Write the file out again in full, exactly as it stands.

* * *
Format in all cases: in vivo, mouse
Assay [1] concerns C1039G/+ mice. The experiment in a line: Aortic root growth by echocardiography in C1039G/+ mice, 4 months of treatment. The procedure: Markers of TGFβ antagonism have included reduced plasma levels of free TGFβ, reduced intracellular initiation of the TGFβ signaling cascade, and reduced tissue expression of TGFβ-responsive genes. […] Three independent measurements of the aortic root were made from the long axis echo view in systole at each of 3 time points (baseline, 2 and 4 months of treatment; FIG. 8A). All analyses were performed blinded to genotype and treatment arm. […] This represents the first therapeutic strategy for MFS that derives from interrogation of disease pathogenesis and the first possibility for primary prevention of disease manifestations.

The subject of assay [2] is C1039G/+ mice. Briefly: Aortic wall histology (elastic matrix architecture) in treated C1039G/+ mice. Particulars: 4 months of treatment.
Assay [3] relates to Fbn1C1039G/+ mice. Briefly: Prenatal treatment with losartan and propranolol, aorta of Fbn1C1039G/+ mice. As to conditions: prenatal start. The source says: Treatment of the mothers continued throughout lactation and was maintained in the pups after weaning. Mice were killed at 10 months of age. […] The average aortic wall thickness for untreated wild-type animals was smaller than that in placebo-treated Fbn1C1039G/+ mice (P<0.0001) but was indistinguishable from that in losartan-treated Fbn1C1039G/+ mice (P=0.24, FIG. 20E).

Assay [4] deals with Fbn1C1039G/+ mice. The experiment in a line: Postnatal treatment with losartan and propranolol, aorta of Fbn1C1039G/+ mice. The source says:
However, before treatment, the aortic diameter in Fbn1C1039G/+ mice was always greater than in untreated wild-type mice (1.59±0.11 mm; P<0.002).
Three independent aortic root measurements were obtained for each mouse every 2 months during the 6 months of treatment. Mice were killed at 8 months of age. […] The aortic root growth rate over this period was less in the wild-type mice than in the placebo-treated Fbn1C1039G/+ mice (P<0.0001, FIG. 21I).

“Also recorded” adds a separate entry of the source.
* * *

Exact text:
Format in all cases: in vivo, mouse
Assay [1] concerns C1039G/+ mice. The experiment in a line: Aortic root growth by echocardiography in C1039G/+ mice, 4 months of treatment. The procedure: Markers of TGFβ antagonism have included reduced plasma levels of free TGFβ, reduced intracellular initiation of the TGFβ signaling cascade, and reduced tissue expression of TGFβ-responsive genes. […] Three independent measurements of the aortic root were made from the long axis echo view in systole at each of 3 time points (baseline, 2 and 4 months of treatment; FIG. 8A). All analyses were performed blinded to genotype and treatment arm. […] This represents the first therapeutic strategy for MFS that derives from interrogation of disease pathogenesis and the first possibility for primary prevention of disease manifestations.

The subject of assay [2] is C1039G/+ mice. Briefly: Aortic wall histology (elastic matrix architecture) in treated C1039G/+ mice. Particulars: 4 months of treatment.
Assay [3] relates to Fbn1C1039G/+ mice. Briefly: Prenatal treatment with losartan and propranolol, aorta of Fbn1C1039G/+ mice. As to conditions: prenatal start. The source says: Treatment of the mothers continued throughout lactation and was maintained in the pups after weaning. Mice were killed at 10 months of age. […] The average aortic wall thickness for untreated wild-type animals was smaller than that in placebo-treated Fbn1C1039G/+ mice (P<0.0001) but was indistinguishable from that in losartan-treated Fbn1C1039G/+ mice (P=0.24, FIG. 20E).

Assay [4] deals with Fbn1C1039G/+ mice. The experiment in a line: Postnatal treatment with losartan and propranolol, aorta of Fbn1C1039G/+ mice. The source says:
However, before treatment, the aortic diameter in Fbn1C1039G/+ mice was always greater than in untreated wild-type mice (1.59±0.11 mm; P<0.002).
Three independent aortic root measurements were obtained for each mouse every 2 months during the 6 months of treatment. Mice were killed at 8 months of age. […] The aortic root growth rate over this period was less in the wild-type mice than in the placebo-treated Fbn1C1039G/+ mice (P<0.0001, FIG. 21I).

“Also recorded” adds a separate entry of the source.